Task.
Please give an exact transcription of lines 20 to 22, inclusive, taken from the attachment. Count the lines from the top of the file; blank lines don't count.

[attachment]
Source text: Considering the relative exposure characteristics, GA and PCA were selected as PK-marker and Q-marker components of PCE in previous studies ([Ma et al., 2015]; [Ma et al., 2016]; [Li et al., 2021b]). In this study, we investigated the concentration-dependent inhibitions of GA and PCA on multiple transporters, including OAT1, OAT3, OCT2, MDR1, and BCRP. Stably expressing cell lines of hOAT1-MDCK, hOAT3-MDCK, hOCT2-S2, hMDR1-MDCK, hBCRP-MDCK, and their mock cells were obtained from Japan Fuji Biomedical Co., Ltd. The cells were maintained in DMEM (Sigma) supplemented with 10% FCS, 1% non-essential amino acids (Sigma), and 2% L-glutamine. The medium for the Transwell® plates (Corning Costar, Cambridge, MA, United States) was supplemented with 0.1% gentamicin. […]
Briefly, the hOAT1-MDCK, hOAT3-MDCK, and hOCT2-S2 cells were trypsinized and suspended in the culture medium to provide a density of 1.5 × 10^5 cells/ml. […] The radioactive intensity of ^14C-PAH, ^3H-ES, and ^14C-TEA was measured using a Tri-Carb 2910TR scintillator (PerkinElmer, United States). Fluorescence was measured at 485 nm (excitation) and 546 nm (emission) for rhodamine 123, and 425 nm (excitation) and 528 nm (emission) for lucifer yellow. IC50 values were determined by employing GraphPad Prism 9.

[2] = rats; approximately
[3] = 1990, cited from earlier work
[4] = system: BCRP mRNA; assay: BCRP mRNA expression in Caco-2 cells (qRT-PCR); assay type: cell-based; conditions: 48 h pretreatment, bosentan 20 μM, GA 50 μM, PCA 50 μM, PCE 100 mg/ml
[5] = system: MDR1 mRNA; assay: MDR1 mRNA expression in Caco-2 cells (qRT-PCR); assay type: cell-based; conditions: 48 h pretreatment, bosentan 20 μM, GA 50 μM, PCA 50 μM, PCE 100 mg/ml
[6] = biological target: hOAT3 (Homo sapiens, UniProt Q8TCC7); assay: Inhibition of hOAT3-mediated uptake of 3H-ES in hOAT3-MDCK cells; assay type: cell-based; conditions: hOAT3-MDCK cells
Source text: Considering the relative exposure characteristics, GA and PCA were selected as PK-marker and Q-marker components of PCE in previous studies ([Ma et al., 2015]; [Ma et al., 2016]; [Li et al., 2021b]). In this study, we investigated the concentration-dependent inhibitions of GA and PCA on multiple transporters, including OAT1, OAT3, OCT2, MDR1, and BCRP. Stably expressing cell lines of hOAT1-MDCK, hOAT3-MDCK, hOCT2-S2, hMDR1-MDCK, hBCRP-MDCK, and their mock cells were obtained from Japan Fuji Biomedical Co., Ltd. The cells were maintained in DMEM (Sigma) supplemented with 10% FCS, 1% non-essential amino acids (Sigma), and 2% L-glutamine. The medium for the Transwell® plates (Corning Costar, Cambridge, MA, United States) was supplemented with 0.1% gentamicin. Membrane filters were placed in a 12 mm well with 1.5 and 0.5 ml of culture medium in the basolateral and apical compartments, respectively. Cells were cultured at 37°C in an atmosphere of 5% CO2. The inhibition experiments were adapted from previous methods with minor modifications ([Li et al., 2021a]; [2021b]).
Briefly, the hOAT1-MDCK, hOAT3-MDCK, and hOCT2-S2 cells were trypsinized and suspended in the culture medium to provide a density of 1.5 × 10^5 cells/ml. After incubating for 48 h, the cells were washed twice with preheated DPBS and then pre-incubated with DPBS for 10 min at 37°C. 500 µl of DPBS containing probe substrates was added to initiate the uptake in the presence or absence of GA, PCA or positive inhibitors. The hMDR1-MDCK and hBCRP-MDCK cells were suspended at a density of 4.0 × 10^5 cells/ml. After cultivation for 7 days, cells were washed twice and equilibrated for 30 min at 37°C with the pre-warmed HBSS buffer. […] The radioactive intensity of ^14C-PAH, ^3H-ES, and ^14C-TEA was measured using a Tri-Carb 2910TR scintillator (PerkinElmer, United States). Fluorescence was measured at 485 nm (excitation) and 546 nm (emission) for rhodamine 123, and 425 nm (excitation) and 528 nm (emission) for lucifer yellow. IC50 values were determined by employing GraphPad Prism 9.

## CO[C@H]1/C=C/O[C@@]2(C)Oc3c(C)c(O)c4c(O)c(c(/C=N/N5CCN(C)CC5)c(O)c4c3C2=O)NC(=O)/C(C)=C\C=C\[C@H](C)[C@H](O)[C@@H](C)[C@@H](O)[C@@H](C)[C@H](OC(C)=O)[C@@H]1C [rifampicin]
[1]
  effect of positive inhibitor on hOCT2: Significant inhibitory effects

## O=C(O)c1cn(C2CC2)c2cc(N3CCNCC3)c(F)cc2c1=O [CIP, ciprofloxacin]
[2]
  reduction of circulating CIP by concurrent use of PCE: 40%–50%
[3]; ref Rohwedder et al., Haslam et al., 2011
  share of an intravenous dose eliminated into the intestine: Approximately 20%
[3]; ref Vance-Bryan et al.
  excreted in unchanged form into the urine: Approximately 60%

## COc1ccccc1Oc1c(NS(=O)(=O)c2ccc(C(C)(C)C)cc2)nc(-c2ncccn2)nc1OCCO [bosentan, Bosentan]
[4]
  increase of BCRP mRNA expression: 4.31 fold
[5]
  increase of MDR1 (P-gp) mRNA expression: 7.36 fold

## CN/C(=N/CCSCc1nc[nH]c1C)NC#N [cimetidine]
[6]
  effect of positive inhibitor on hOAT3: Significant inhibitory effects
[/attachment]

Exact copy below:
## COc1ccccc1Oc1c(NS(=O)(=O)c2ccc(C(C)(C)C)cc2)nc(-c2ncccn2)nc1OCCO [bosentan, Bosentan]
[4]
  increase of BCRP mRNA expression: 4.31 fold